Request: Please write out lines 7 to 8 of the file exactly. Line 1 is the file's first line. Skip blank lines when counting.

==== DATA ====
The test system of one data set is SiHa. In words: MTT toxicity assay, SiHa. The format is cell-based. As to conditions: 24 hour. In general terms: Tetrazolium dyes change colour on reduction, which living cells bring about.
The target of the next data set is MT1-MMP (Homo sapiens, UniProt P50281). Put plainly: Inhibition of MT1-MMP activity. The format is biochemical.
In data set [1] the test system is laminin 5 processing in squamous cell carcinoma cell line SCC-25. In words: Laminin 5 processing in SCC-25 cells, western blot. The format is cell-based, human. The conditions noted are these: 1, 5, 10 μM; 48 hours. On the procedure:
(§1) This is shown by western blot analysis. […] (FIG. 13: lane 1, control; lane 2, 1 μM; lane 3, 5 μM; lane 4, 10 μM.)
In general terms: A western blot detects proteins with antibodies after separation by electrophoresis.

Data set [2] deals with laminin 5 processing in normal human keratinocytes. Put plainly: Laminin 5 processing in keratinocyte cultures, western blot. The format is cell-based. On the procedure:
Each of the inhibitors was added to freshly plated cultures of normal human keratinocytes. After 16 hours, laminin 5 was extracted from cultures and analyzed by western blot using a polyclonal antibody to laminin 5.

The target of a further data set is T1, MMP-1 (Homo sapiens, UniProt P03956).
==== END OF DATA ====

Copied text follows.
Each of the inhibitors was added to freshly plated cultures of normal human keratinocytes. After 16 hours, laminin 5 was extracted from cultures and analyzed by western blot using a polyclonal antibody to laminin 5.

The target of a further data set is T1, MMP-1 (Homo sapiens, UniProt P03956).